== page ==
Questioning the Covenant

The steeple of a Franciscan convent in the Aida refugee camp, near the Israeli separation wall in the West Bank. (photo: Ryan Rodrick Beiler)
Voices in the American evangelical community are seeing the reality of occupation and offering alternative theologies of the land and preaching Christian solidarity over Christian Zionism.

By Arianna Skibell | Jewish Currents | June 17, 2020

‘I literally thought Palestine was just a map in the back of the Bible…I knew nothing about the contemporary geopolitics.’
—Reverend Mae Elise Cannon

In 2009, Reverend Mae Elise Cannon, on her first trip to the Holy Land, stood on the Allenby Bridge waiting to cross into Jericho from Jordan, where she and her church group had just explored Petra. The evangelical pastor approached the Israeli border patrol agent, who asked if she intended to travel into the West Bank. Cannon was flummoxed. She knew she was headed to Bethlehem, where Jesus lived and ministered. But the West Bank?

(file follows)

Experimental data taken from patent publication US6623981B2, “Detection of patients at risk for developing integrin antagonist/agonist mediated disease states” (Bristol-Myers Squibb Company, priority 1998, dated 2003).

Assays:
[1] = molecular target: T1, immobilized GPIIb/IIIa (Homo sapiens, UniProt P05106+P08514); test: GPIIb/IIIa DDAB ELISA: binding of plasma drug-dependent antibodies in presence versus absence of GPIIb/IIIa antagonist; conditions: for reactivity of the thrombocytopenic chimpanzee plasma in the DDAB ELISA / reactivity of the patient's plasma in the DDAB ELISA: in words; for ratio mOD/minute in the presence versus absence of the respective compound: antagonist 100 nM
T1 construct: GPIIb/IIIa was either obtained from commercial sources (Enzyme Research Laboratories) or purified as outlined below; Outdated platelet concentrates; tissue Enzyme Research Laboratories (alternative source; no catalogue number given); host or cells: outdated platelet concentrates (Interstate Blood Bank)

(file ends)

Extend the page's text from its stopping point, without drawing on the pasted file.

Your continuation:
“I said ‘no,’ because I didn’t even know what it was,” Cannon recalled.

Cannon was raised in a politically conservative Christian home, where she was taught to love Israel and the Jewish people. After all, in Genesis 12:3, God tells Abraham, “I will bless those who bless you, and whoever curses you I will curse.” She read Jewish books like Chaim Potok’s The Chosen, and watched Zionist films like Exodus with Paul Newman. When she got the chance to make a pilgrimage to Israel with members of her church, she was thrilled.

“Not only is Israel the land of Jesus, but it’s the land of the Jewish people, who have a special place in God’s heart,” she said. “Going to Israel had been a dream for my entire life.”

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